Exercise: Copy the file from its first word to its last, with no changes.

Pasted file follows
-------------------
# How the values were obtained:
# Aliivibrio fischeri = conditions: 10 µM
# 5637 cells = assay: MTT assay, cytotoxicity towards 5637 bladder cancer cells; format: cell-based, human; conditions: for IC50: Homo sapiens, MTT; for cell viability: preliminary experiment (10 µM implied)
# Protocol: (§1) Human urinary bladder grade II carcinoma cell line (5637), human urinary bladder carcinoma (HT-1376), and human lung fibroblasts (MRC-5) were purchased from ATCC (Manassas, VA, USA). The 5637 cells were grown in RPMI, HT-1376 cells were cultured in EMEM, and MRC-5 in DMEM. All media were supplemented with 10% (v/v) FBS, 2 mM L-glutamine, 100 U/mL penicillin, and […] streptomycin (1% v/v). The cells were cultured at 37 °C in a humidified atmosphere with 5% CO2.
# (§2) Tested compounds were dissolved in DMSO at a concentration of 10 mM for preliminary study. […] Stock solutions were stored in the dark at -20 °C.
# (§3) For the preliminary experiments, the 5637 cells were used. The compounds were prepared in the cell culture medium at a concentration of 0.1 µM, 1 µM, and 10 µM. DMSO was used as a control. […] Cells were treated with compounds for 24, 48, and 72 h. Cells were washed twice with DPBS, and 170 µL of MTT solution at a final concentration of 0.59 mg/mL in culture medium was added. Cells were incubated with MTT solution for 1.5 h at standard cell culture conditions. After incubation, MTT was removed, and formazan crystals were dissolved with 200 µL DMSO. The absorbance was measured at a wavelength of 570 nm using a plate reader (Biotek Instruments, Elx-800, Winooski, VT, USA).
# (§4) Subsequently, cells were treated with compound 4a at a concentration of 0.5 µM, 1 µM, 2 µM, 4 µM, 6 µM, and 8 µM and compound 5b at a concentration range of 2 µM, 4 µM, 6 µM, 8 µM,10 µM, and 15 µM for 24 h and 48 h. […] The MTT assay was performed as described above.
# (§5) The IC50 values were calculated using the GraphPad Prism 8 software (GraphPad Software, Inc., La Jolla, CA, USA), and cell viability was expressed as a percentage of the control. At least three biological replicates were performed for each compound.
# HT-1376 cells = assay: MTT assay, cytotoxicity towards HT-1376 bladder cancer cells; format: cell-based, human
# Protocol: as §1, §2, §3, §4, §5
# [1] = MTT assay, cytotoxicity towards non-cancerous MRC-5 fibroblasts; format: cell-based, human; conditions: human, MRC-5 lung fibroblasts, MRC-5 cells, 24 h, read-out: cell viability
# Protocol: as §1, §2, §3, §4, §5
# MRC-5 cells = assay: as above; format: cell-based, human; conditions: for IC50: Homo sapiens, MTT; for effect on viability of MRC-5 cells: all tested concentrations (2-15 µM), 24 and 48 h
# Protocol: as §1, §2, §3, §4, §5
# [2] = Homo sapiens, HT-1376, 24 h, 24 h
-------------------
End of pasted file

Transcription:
# How the values were obtained:
# Aliivibrio fischeri = conditions: 10 µM
# 5637 cells = assay: MTT assay, cytotoxicity towards 5637 bladder cancer cells; format: cell-based, human; conditions: for IC50: Homo sapiens, MTT; for cell viability: preliminary experiment (10 µM implied)
# Protocol: (§1) Human urinary bladder grade II carcinoma cell line (5637), human urinary bladder carcinoma (HT-1376), and human lung fibroblasts (MRC-5) were purchased from ATCC (Manassas, VA, USA). The 5637 cells were grown in RPMI, HT-1376 cells were cultured in EMEM, and MRC-5 in DMEM. All media were supplemented with 10% (v/v) FBS, 2 mM L-glutamine, 100 U/mL penicillin, and […] streptomycin (1% v/v). The cells were cultured at 37 °C in a humidified atmosphere with 5% CO2.
# (§2) Tested compounds were dissolved in DMSO at a concentration of 10 mM for preliminary study. […] Stock solutions were stored in the dark at -20 °C.
# (§3) For the preliminary experiments, the 5637 cells were used. The compounds were prepared in the cell culture medium at a concentration of 0.1 µM, 1 µM, and 10 µM. DMSO was used as a control. […] Cells were treated with compounds for 24, 48, and 72 h. Cells were washed twice with DPBS, and 170 µL of MTT solution at a final concentration of 0.59 mg/mL in culture medium was added. Cells were incubated with MTT solution for 1.5 h at standard cell culture conditions. After incubation, MTT was removed, and formazan crystals were dissolved with 200 µL DMSO. The absorbance was measured at a wavelength of 570 nm using a plate reader (Biotek Instruments, Elx-800, Winooski, VT, USA).
# (§4) Subsequently, cells were treated with compound 4a at a concentration of 0.5 µM, 1 µM, 2 µM, 4 µM, 6 µM, and 8 µM and compound 5b at a concentration range of 2 µM, 4 µM, 6 µM, 8 µM,10 µM, and 15 µM for 24 h and 48 h. […] The MTT assay was performed as described above.
# (§5) The IC50 values were calculated using the GraphPad Prism 8 software (GraphPad Software, Inc., La Jolla, CA, USA), and cell viability was expressed as a percentage of the control. At least three biological replicates were performed for each compound.
# HT-1376 cells = assay: MTT assay, cytotoxicity towards HT-1376 bladder cancer cells; format: cell-based, human
# Protocol: as §1, §2, §3, §4, §5
# [1] = MTT assay, cytotoxicity towards non-cancerous MRC-5 fibroblasts; format: cell-based, human; conditions: human, MRC-5 lung fibroblasts, MRC-5 cells, 24 h, read-out: cell viability
# Protocol: as §1, §2, §3, §4, §5
# MRC-5 cells = assay: as above; format: cell-based, human; conditions: for IC50: Homo sapiens, MTT; for effect on viability of MRC-5 cells: all tested concentrations (2-15 µM), 24 and 48 h
# Protocol: as §1, §2, §3, §4, §5
# [2] = Homo sapiens, HT-1376, 24 h, 24 h